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A new approach to simulation modeling

A simulation tool must provide solutions to a wide range of problems. Solutions to some of these problems are provided by virtually every simulation tool ever developed. For example, if you're building a very simple queueing model, you can rest assured that any discrete event simulation package can do the job, and your best bet probably is to buy the cheapest package you can find. On the other hand, for unique problems there may be no simulation software that provides prepackaged solutions. You can't go to your local computer store and buy a $100 package that simulates the United States' air traffic control system or tests a new telecommunications protocol.

What you really need is software that makes common tasks easy, but also has the flexibility and horsepower to handle difficult problems. The worst thing that can happen to you is to choose software that appears to be able to solve your problem, only to find out weeks later that it really can't. With such products, you may make rapid progress to the 90% completion point of a simulation project, and only then discover that you'll never make it to the 100% point. (We call this the 90% syndrome.)

Marketing literature for simulation software typically stresses features: "Our software can do this; it can do that; it has built-in this and built-in that, etc." The question you need to ask is "what happens when the software does not contain a feature for simulating what I need?" With SLX, we stress capabilities. What's the difference between a feature and a capability? A capability is what it takes to build a feature. If SLX lacks a feature, you won't get stuck, because SLX's rich capabilities enable you to build your own features. With SLX, you never get painted into corners.

SLX is an extensible tool. This means that it can be extended well beyond its built-in feature set. To an extent, any software that contains subroutines and macros can claim to be extensible, but SLX provides extremely powerful extensibility mechanisms, placing it in a class of its own. It is designed to be customized. Furthermore, with SLX, extensibility is not a tool of last resort; it's the tool of second resort. (The first resort is to use built-in features.)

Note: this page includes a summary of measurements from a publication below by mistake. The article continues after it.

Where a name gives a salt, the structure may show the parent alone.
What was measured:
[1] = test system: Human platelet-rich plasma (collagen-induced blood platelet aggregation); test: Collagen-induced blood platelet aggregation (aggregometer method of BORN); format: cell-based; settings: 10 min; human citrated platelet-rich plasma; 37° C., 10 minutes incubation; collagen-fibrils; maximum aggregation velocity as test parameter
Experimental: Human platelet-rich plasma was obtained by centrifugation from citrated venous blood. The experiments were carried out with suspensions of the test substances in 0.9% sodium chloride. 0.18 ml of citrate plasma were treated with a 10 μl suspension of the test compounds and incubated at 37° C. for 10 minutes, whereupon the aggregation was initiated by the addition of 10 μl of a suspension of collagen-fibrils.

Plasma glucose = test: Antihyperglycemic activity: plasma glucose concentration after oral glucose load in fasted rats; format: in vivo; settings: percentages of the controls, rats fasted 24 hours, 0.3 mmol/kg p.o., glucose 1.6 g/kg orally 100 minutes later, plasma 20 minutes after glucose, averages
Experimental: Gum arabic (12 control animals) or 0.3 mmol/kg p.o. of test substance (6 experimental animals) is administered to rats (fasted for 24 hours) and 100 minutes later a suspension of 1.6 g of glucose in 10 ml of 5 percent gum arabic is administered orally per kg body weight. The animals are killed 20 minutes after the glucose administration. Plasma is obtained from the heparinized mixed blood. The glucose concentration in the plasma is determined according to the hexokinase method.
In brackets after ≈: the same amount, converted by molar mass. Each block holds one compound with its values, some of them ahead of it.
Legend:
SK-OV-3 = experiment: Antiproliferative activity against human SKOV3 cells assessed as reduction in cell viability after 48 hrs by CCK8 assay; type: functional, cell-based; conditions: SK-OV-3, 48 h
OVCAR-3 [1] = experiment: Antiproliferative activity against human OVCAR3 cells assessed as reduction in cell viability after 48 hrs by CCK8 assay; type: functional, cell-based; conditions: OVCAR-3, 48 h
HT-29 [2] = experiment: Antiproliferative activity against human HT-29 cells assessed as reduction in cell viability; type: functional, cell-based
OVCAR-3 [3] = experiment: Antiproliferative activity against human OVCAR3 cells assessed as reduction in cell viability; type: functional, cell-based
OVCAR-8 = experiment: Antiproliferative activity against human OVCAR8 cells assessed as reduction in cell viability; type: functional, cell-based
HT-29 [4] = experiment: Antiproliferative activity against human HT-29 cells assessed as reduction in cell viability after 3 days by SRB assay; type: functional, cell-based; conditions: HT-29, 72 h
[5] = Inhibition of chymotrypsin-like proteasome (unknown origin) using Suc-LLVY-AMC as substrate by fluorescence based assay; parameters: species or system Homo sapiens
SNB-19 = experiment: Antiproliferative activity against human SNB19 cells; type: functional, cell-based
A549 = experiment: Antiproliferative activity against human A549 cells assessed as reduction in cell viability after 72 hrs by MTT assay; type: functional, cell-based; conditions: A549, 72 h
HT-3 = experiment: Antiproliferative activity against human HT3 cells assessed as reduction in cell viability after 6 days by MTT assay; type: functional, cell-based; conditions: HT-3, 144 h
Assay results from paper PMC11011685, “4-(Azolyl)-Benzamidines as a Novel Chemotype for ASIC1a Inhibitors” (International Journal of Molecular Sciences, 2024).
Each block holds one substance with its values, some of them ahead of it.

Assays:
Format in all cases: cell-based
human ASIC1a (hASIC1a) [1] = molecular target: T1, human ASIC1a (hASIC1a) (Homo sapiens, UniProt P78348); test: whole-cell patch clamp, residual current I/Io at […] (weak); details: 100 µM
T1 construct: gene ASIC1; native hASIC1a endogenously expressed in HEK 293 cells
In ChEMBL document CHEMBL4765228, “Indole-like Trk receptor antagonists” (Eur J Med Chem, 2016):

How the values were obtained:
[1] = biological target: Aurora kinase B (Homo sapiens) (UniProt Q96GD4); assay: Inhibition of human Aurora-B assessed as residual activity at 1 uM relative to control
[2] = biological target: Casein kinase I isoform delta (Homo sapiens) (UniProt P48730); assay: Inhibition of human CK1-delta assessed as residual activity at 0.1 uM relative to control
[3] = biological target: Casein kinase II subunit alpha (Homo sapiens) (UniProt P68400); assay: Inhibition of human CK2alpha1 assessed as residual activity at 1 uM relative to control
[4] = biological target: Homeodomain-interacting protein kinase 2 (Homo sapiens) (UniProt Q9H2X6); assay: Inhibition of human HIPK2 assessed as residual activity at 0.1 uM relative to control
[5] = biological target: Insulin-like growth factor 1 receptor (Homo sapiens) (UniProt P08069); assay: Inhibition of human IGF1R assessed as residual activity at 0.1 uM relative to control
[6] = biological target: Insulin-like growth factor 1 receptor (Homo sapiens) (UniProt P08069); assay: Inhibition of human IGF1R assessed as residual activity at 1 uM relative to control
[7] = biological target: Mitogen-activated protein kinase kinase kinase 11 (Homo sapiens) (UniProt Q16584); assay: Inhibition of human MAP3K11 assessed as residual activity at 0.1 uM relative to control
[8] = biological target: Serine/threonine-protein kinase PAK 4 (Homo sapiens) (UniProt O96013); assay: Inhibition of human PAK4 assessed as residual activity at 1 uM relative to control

At Wolverine, we've worked with simulation modelers for over twenty-five years. Our wealth of experience has helped us design SLX to meet the needs of modelers who want flexibility and extensibility, as well as the Wolverine hallmark of extremely high performance.

To handle the range of problems encountered in a simulation project, SLX takes a layered approach to simulation modeling. You can choose the layer that offers the programming detail you need to solve your problem. The most commonplace problems are handled in SLX's upper layers. When you need to do something unique or complex, you can use SLX's lower layers, which contain very carefully crafted, powerful primitives. SLX's extensibility mechanisms make it easy to move from layer to layer.

Let's take a quick tour through the layers of SLX from bottom to top.


SLX gives you the tools. All you need is your imagination.

The kernel layer provides a solid foundation of computational and programming capabilities. It's modeled after the C language but without many of the troublesome problems of C. SLX gives you total error checking to automatically detect errors such as invalid pointer references that would be hard to find in C.

The simulation & statistical primitives layer gives you an essential set of simulation mechanisms such as event scheduling, generalized wait-until, random variate generation, and statistics collection.

The general-purpose modeling layer provides basic building blocks for modeling a wide variety of systems at varying levels of detail. If you prefer, you can even create your own simulation software using the basic tools provided in the underlying layers.

With the building blocks you've developed in the lower layers, you can build application-specific packages for various industries such as health care, manufacturing, transportation or communications.

Packages for non-simulationists can be developed using custom front-end interfaces. By harnessing the power of SLX, you can build products that are fast, reliable, and easily customized to fit your needs.

Want to know more?

You can download Student SLX for free from our Downloads page.

If you'd like more details about SLX, click here to view an 8-page paper.

If you are an experienced GPSS/H user and would like to know about the differences between SLX and GPSS/H, you will find a paper (in .PDF format) by clicking here.

If you are an experienced C user and would like to know about the differences between SLX and C, you will find a paper (in .PDF format) by clicking here.

(Note: the papers described above are in .PDF format. To read them , you must have a copy of the Acrobat Reader.)